During our lunch breaks and in the evenings after the last session had ended, we had time to explore the heart of Philadelphia and eat some great food. The conference was located along Rittenhouse Square, so we were already in Center City. In addition to all the nice places to eat, we were able to see Independence Hall, the Liberty Bell, the Benjamin Franklin Museum, and more.

Ultimately, I think this was a valuable experience for my classmates and I for several reasons. It is important to go to these types of conferences as a student in order to get a glimpse of what the professional world looks like. The professionals attending these conferences are very knowledgeable about archaeology, CRM, and a whole host of other topics pertaining to our field. Also, it is crucial to make connections with these people and to get to know them, because they will be our future peers, if not future employers. Lastly, I think attending the ACRA conference in particular was important for us because it gave us an opportunity to hear about the “business side” of CRM and archaeology. Moreover, it has made me more aware of what the industry is like and the larger world in which it operates. As we heard from the speakers, the importance of associations like ACRA has increased in recent years to ensure that cultural resource and heritage protection laws are strengthened and updated as the CRM industry continues to grow into the 21st century.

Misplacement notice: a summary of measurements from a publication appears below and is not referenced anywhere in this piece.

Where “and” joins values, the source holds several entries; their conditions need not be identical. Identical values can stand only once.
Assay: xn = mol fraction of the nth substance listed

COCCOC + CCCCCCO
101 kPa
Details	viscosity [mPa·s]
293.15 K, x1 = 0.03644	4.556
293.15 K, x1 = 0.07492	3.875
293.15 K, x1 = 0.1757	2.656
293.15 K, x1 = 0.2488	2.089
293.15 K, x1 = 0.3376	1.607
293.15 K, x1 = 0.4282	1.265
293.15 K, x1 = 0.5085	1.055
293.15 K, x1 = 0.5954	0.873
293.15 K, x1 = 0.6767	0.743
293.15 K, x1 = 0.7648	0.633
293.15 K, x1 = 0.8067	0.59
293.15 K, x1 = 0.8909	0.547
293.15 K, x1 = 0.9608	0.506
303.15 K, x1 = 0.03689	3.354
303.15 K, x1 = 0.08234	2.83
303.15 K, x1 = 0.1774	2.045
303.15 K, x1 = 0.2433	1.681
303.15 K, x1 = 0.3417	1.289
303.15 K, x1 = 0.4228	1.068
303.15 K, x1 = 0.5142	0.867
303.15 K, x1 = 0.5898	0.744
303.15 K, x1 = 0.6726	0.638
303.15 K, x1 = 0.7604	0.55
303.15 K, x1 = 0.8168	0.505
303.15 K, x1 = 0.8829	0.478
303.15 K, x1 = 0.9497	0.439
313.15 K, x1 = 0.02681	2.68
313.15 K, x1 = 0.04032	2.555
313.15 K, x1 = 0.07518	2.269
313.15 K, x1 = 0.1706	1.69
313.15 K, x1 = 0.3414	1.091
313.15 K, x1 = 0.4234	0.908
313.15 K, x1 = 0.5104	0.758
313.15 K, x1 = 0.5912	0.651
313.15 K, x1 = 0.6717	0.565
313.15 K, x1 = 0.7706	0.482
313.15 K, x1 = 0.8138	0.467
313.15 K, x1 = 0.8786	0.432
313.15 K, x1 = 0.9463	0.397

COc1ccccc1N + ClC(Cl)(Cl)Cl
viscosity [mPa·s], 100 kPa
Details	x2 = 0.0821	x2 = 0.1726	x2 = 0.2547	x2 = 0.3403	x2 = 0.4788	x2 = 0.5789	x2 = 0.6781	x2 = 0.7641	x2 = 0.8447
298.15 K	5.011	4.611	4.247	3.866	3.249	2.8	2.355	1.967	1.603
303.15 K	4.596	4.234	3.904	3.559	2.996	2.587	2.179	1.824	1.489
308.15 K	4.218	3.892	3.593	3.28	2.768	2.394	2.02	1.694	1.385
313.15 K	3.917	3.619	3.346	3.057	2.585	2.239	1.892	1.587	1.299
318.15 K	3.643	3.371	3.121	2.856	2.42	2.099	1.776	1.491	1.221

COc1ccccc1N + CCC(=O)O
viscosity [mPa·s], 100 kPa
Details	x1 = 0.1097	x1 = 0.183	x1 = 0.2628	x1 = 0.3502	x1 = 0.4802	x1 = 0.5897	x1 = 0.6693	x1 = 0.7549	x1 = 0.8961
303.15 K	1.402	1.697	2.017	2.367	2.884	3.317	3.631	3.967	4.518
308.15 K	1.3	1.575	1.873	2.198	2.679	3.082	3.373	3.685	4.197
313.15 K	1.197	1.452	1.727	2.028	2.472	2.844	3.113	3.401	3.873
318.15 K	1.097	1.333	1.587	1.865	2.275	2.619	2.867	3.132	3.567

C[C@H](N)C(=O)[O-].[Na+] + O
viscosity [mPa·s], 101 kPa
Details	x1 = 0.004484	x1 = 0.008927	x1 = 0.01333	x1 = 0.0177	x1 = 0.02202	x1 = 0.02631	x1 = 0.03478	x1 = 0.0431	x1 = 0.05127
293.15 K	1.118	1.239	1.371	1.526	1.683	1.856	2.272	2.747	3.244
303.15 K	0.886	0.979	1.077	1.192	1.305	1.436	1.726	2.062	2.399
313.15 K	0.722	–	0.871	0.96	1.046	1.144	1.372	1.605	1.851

The grad students enjoying the conference and Philadelphia!

 

IUP Anthropology Department

 

Reflections On A Summer At Historic Hanna’s Town

By: Heather MacIsaac and Kristina Gaugler, Field School Supervisors

Heather works with Karlena and Marina to identify soil colors with a Munsell book. (Photo credit: Dr. Ben Ford).

Between July 18th and August 18th, I had the privilege of training and working with eleven IUP students at Hanna’s Town. Most of these students had no prior experience with excavation, arriving on the first day armed with sunblock, lunches, and a willingness to learn as much about fieldwork as they could.

Close-up of a 20th century ring. (Photo credit: Heather MacIsaac)